Should Jews hide their identity in European cities in order to avoid anti-Semitic attacks?
By: World Israel News Staff and AP
Germany’s main Jewish leader has called on Jews visiting big cities in the country to refrain from wearing a kippah (Jewish skullcap) following a street assault last week on two young men.
The latest attack in Berlin on an Israeli-Arab who donned a kippah as a social experiment, in which a 19-year-old Syrian asylum-seeker is a suspect, added to growing concern in Germany about anti-Semitism.
Josef Schuster, head of Germany’s Central Council of Jews, told broadcaster Radioeins Tuesday that wearing a skullcap is right in principle, but that he was advising individuals “against showing themselves openly with a kippah in a big-city setting in Germany.” He suggested they “wear a baseball cap or something else to cover their head instead.”
Schuster suggested three years ago that Jews should not wear skullcaps in areas with large Muslim populations. He stressed, however, that there is increasing anti-Semitic sentiment among non-migrants.
Schuster’s call sparked fierce debate.
Aviv Zonabend, Deputy Mayor of Toulouse, France, said that Schuster’s call was relevant in all European cities, not only in Germany.
Speaking to IDF Radio on Tuesday, he said that the “future of the Jewish people in Europe is lost.” Toulouse has been the scene of several anti-Jewish attacks, mostly perpetrated by Muslims.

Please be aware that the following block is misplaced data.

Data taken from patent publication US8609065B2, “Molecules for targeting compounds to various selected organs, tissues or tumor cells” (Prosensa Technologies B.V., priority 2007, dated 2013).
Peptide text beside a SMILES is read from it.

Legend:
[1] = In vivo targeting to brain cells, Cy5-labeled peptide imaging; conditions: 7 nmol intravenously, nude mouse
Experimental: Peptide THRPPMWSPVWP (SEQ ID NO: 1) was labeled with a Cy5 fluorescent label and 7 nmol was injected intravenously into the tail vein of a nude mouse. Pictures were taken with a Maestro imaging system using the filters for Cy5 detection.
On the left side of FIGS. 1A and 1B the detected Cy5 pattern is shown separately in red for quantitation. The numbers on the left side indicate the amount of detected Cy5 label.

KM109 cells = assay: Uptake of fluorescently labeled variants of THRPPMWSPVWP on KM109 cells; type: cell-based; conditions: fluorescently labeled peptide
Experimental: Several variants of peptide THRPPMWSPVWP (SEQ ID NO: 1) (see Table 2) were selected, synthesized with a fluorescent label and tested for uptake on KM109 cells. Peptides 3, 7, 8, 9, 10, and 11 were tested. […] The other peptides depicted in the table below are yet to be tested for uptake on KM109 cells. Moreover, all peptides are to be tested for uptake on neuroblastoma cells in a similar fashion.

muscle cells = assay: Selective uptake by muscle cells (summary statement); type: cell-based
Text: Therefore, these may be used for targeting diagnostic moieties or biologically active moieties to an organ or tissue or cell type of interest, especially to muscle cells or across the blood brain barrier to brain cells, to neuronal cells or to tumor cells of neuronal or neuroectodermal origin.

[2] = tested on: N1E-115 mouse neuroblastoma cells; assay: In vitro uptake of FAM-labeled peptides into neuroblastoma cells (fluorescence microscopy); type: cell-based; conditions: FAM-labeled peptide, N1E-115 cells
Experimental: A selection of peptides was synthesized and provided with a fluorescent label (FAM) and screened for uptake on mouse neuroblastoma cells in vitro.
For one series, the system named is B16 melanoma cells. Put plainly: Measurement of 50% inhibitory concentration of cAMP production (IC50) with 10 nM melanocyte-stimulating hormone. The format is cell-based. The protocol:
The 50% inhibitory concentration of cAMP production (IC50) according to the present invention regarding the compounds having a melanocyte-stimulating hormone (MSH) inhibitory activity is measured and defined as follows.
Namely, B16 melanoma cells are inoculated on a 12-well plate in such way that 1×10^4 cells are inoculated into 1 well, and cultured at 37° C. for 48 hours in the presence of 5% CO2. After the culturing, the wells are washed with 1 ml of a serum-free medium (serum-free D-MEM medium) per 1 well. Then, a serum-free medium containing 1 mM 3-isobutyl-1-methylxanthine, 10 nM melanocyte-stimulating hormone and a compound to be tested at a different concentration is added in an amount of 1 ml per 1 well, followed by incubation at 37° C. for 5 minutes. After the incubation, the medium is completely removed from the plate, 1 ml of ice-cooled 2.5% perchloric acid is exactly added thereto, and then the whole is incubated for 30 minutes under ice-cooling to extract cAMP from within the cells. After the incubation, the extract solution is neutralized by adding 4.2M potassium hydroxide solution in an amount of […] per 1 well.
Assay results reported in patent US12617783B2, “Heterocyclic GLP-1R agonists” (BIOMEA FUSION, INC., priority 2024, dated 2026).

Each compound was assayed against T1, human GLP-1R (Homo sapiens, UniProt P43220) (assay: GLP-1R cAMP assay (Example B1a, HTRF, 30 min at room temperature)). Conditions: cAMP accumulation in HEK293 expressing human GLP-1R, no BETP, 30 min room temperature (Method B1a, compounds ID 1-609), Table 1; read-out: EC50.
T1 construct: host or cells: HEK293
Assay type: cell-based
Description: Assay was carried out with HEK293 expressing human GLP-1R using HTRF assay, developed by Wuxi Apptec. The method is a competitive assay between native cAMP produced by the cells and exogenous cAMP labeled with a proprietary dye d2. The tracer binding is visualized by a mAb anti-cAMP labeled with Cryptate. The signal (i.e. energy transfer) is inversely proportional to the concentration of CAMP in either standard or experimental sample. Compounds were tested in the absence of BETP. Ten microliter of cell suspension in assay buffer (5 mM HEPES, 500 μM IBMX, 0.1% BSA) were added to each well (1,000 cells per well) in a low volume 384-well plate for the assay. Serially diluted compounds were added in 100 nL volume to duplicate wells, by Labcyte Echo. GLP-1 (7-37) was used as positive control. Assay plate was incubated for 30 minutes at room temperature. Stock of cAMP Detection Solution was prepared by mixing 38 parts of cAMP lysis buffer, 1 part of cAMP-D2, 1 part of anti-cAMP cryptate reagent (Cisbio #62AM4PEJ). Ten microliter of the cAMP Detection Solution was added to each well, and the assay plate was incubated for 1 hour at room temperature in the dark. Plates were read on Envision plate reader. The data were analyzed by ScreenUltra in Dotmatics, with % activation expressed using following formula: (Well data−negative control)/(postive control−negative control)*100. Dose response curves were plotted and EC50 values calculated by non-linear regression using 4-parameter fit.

European Jewish Association Chairman Rabbi Menachem Margolin opposed the call, saying that while the situation for Europe’s Jews was “challenging,” removing one’s kippah in public would give anti-Semites a victory and “is also liable to turn those who wear skullcaps into a provocative act and deserving of a response.”
“Not wearing a skullcap due to fear of anti-Semitism is in fact the fulfillment of the vision of anti-Semites in Europe,” he said in a statement.
Margolin called on Schuster to retract his call.
In protest of the recent anti-Semitic attacks in Germany, thousands of Germans on Wednesday will take to the streets of Berlin wearing kippahs. The march is organized by the Jewish community of Berlin.
“This startling attack, which took place in the city that once served as the former seat of the Nazi government, reminds us that anti-Semitism is still alive and well,” the World Jewish Congress (WJC) stated
The WJC also launched an online campaign calling on users to share an image with the words “Ich Bin Jude,” meaning “I am a Jew.”
The WJC called for a stand in solidarity with world Jewry as it works “to stamp out anti-Semitism wherever and whenever it arises.”